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BJOG. 2006 Jun;113(6):657-63.

Maternal haemodynamics in pre-eclampsia compared with normal pregnancy during caesarean delivery.

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1
Department of Obstetrics and Gynecology, Tampere University Hospital, Tampere, Finland. kati.tihtonen@fimnet.fi

Abstract

OBJECTIVE:

To determine how pre-eclampsia modifies maternal haemodynamics during caesarean delivery.

DESIGN:

Prospective study.

SETTING:

Tampere University Hospital, Finland.

POPULATION:

Ten pre-eclamptic parturients and ten healthy parturients with uncomplicated pregnancies scheduled for elective caesarean section under spinal anaesthesia.

METHODS:

Haemodynamic parameters were assessed by whole-body impedance cardiography noninvasively.

MAIN OUTCOME MEASURES:

Stroke index (SI), heart rate (HR), cardiac index (CI), systemic vascular resistance index (SVRI) and mean arterial pressure (MAP) were recorded before operation, continuously during caesarean section, during the period of dissipation of anaesthesia and on the second to fifth postpartum day.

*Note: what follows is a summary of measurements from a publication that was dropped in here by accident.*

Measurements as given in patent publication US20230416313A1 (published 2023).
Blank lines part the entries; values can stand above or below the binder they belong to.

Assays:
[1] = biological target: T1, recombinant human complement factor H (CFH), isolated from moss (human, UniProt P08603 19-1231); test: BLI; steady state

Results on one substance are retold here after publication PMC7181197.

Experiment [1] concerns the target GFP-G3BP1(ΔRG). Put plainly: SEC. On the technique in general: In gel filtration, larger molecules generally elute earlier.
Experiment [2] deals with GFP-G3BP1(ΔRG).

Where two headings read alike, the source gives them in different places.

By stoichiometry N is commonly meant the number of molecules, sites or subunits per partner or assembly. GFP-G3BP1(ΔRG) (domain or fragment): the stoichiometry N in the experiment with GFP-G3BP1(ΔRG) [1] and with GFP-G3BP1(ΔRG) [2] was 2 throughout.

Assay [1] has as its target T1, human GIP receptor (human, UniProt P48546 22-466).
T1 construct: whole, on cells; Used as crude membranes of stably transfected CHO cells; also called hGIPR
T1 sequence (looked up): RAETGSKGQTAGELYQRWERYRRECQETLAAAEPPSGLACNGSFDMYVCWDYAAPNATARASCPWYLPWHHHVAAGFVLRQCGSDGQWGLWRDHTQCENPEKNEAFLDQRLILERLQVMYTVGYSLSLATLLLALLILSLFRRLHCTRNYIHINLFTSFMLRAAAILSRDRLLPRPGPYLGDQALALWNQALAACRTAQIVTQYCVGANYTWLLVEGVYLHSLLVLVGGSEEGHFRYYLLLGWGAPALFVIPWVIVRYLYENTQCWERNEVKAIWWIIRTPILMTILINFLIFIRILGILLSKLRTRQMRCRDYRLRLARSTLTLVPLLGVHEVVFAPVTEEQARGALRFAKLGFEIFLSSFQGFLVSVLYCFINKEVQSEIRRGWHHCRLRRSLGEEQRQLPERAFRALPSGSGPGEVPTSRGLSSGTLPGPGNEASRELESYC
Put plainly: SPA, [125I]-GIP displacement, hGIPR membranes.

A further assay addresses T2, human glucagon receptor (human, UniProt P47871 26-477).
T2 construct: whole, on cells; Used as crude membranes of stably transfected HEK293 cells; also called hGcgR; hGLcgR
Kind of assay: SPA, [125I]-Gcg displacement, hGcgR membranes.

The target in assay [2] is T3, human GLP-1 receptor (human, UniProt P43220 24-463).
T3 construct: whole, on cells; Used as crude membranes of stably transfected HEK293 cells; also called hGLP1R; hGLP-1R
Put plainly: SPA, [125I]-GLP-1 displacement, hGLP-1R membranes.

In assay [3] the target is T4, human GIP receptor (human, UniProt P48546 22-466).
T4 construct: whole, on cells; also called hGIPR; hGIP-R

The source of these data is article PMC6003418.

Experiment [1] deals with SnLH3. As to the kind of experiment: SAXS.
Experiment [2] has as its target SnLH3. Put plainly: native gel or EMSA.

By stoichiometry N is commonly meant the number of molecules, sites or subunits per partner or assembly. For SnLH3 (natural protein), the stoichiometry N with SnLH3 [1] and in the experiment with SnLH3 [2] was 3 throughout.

RESULTS:

Baseline haemodynamics in women with pre-eclampsia differed significantly from healthy women in higher SVRI and MAP and lower SI and CI. In women with pre-eclampsia, preload infusion increased both SI and HR, causing a significant rise in CI, while in healthy parturients, only HR rose. In both the groups, spinal blockade reduced SVRI but CI remained stable. At the moment of delivery, CI increased in both groups. In uncomplicated pregnancies, both SI and HR increased, but in women with pre-eclampsia, SI was not altered and the rise in CI was due to an increase in HR only. After the reversal of anaesthesia, haemodynamics in the control group returned to baseline values, whereas in women with pre-eclampsia, SI and CI fell to levels that were significantly lower than the levels observed before surgery.

CONCLUSIONS:

In women with pre-eclampsia, inability to increase SI at the moment of delivery may suggest dysfunction of the left ventricle to adapt to volume load caused by delivery and prompts concern for the increased risk of pulmonary oedema.

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